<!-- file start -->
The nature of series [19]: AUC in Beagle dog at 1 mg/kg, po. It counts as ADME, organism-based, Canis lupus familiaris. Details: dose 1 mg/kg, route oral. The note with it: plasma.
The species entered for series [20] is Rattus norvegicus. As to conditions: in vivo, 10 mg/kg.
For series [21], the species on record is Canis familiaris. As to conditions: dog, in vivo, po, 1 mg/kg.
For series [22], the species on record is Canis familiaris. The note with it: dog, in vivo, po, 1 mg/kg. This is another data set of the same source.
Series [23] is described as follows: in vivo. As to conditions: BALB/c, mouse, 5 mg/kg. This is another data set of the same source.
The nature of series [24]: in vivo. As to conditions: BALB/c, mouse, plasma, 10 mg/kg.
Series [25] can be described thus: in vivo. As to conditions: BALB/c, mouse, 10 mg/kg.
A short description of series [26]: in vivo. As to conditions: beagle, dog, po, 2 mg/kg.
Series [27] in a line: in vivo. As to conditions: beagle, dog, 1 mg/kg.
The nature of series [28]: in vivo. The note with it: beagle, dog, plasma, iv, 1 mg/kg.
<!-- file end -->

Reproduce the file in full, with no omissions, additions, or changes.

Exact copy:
The nature of series [19]: AUC in Beagle dog at 1 mg/kg, po. It counts as ADME, organism-based, Canis lupus familiaris. Details: dose 1 mg/kg, route oral. The note with it: plasma.
The species entered for series [20] is Rattus norvegicus. As to conditions: in vivo, 10 mg/kg.
For series [21], the species on record is Canis familiaris. As to conditions: dog, in vivo, po, 1 mg/kg.
For series [22], the species on record is Canis familiaris. The note with it: dog, in vivo, po, 1 mg/kg. This is another data set of the same source.
Series [23] is described as follows: in vivo. As to conditions: BALB/c, mouse, 5 mg/kg. This is another data set of the same source.
The nature of series [24]: in vivo. As to conditions: BALB/c, mouse, plasma, 10 mg/kg.
Series [25] can be described thus: in vivo. As to conditions: BALB/c, mouse, 10 mg/kg.
A short description of series [26]: in vivo. As to conditions: beagle, dog, po, 2 mg/kg.
Series [27] in a line: in vivo. As to conditions: beagle, dog, 1 mg/kg.
The nature of series [28]: in vivo. The note with it: beagle, dog, plasma, iv, 1 mg/kg.